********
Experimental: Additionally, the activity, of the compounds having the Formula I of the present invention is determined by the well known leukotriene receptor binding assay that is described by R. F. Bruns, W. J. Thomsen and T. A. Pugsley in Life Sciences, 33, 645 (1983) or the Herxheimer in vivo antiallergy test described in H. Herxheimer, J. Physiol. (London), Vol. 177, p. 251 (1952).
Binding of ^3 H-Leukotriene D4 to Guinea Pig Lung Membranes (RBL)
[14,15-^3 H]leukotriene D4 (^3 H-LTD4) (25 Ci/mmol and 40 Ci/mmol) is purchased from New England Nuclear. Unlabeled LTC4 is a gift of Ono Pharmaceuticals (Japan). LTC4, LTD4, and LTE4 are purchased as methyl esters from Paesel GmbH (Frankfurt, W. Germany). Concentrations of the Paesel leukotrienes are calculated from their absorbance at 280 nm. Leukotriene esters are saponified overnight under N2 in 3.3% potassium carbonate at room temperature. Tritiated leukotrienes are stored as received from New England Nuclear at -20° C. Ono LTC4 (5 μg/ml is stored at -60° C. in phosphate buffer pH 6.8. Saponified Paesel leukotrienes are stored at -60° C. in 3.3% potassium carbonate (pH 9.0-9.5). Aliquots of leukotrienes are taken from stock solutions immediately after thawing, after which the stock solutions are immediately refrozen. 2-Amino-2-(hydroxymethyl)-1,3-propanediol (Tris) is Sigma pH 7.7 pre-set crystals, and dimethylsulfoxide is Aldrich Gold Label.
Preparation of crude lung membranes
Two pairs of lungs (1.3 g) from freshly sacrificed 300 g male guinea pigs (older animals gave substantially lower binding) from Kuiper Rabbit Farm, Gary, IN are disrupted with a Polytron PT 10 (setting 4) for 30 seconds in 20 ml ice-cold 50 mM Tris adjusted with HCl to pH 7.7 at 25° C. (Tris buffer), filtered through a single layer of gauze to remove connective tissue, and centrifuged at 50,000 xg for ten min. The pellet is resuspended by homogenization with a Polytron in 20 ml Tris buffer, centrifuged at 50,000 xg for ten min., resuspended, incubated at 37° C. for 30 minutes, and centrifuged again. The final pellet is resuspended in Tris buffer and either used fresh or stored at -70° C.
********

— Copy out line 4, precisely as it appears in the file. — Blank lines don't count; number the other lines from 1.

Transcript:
Preparation of crude lung membranes